State offers new, detailed reports; ER visits decline, some hopeful models under stay-home order
PORTLAND, Ore. (KTVZ) -- COVID-19 has claimed another life in Oregon, raising the state’s death toll to 11, the Oregon Health Authority reported Thursday. But they also reported some early signs of hope that the stay-home order and other steps are slowing spread of the virus in the state.
OHA also reported 50 new cases of COVID-19, bringing the state total to 316, as of 8:00 a.m. Thursday.
The COVID-19 cases reported Thursday are in the following counties: Clatsop (1), Deschutes (5, for a total of 15), Josephine (2), Lane (2), Linn (1), Marion (14), Multnomah (12), Polk (3), Tillamook (1), Wasco (1), and Washington (8).
Oregon Health Authority reports new cases once a day on its website and today new demographic information was added: : www.healthoregon.org/coronavirus.
Oregon’s 11th COVID-19 death is a 69-year-old woman in Washington County who tested positive on March 15 and died Wednesdsay at Providence St. Vincent Medical Center. She had underlying medical conditions.
The Oregon Health Authority is now releasing the daily situation status report, which is produced jointly with Oregon Office of Emergency Management. It details the overall picture of the COVID-19 outbreak and the response across government agencies.
Among elements of the seven-page report are a total of 316 positive test results and 6,953 negative ones.
On the OHA COVID-19 page, the county breakdowns show Deschutes County has had 15 positive cases and 130 negative results, Crook County has had six tests, all negative, and Jefferson County has had nine tests, all negative.
The OHA page also, for the first time, lists hospital capacity statewide: 362 available ICU beds, 2,193 available non-ICY beds and 684 ventilators.
The daily report notes that COVID-like symptom visits still making up a small percentage of reported ER visits, and that total ER visits might be declining, but the percentage of visits for COVID-like symptoms is generally on the rise.
The "Health & Medical Lifeline Summary" indicates a "projected influx to Oregon hospitals in the coming week if infection rates continue will cause significant surge and personal protective equipment (PPE) shortage throughout the region."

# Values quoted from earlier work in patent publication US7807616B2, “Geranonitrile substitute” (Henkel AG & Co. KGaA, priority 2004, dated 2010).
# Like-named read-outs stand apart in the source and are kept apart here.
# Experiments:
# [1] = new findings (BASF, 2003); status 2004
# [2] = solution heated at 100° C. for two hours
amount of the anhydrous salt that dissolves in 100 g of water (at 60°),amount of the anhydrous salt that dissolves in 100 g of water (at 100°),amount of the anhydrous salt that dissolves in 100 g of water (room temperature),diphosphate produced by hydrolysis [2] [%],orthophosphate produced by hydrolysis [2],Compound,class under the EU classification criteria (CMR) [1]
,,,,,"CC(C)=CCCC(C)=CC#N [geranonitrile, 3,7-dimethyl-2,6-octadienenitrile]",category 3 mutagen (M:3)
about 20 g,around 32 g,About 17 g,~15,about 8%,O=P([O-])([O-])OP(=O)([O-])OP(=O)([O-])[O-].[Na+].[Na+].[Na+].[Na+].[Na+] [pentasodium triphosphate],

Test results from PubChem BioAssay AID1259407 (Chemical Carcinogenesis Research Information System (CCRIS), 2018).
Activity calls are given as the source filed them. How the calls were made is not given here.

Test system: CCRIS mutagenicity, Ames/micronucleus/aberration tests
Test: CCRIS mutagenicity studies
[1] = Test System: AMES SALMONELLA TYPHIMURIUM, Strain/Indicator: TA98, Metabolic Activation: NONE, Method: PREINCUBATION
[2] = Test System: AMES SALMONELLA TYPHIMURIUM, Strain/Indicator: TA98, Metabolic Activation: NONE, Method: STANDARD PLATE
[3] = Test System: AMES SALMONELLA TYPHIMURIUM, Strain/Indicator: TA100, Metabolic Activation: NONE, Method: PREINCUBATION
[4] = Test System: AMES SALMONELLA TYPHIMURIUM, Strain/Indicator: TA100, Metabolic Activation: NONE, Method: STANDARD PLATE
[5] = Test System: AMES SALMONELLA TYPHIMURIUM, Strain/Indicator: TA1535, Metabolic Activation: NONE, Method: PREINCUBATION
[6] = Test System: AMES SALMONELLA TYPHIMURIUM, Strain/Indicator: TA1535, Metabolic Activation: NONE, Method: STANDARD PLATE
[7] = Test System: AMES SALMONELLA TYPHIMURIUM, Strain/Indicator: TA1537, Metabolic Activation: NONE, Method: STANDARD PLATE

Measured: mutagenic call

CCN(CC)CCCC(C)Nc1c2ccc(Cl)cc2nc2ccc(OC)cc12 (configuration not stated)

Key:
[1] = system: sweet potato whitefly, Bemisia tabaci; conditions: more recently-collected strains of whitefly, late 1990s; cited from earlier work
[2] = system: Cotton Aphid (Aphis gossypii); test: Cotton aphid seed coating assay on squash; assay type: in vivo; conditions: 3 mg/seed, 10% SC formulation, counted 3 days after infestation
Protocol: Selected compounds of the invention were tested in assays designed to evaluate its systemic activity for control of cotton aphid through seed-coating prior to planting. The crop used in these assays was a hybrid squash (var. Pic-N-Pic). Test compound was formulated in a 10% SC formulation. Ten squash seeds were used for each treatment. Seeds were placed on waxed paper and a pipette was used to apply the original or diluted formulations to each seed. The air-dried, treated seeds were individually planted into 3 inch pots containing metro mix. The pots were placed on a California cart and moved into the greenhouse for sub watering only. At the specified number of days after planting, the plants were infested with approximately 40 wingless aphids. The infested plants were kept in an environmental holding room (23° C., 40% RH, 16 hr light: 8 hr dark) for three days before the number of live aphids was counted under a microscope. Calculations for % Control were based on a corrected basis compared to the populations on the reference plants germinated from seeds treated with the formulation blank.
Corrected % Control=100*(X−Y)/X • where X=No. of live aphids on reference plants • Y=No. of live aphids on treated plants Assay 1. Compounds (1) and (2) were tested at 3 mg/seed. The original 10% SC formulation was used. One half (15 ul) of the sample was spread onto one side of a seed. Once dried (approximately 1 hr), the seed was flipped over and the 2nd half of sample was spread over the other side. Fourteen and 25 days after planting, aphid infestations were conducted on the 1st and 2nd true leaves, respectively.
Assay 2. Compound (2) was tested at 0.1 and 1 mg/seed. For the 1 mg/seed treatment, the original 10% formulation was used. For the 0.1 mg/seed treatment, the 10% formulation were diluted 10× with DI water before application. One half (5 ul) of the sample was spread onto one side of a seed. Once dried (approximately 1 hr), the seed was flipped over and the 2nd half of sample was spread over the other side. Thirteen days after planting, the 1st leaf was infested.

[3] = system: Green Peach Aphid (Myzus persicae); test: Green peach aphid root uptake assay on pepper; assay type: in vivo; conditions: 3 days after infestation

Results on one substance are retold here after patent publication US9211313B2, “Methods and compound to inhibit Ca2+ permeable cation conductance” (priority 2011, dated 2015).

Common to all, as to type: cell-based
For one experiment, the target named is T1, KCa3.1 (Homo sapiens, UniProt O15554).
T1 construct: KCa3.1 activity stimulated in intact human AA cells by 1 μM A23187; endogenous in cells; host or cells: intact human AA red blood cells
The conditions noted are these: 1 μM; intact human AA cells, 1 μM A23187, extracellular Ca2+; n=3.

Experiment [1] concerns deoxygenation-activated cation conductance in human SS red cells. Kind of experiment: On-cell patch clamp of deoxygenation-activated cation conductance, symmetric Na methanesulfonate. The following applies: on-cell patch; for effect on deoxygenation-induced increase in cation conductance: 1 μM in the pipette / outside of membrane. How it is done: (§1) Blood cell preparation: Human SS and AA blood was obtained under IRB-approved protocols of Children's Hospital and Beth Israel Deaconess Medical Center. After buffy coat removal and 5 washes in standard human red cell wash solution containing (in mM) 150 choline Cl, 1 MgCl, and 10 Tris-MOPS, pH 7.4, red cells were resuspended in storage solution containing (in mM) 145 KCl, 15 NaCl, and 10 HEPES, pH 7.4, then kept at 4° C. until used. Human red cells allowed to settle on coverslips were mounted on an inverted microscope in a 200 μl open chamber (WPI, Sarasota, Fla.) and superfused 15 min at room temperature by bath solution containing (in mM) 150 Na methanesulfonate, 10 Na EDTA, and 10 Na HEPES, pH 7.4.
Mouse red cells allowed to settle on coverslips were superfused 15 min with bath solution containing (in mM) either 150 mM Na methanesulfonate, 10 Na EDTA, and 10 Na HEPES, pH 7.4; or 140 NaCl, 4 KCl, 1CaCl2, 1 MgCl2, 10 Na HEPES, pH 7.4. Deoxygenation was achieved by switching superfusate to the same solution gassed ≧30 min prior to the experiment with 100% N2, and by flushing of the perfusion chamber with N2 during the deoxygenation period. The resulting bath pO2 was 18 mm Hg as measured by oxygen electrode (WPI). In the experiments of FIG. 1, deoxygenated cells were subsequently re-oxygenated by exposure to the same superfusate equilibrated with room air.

But at an afternoon teleconference with reporters, state health officials said if Oregonians stay home and follow the other directives, models indicate the hospitals could handle the load of patients with available resources.
However, they also noted a sharp drop in recent hospital visits, including emergency departments, and a resulting revenue loss that could be 40-60% in some cases, which could lead to possible staff layoffs.
There are early indications that the steps taken by the state and residents may be slowing the spread of COVID-19, though it will likely take weeks to confirm, said Dr. Dean Sidelinger of the Oregon Health Authority.
Sidelinger said if roughly 8-9 of 10 follow the directives related to social distancing, the case count could remain under 500 who are ill in early May, with abouy 20 percent (100 people) needing hospitalization and a subset of them needing intensive care.
"So those numbers are small, but do depend on a lot of factors," Sidelinger said. "We know without social distancing, cases will increase dramatically in the next 2-3 weeks," as seen in places like New York City.
"We want to make sure we get to a point where we don't do that dramatic increase, that we see see slow increases or hopefully decreases," he said.
Read more of the daily report here: https://govsite-assets.s3.amazonaws.com/SLdyToaAQ2i1P0EsaL7t_Oregon-COVID-19-SitStat-03-26-2020-FINAL.pdf
Stay informed about COVID-19:
Oregon response: The Oregon Health Authority leads the state response.
United States response: The Centers for Disease Control and Prevention leads the U.S. response.
Global response: The World Health Organization guides the global response.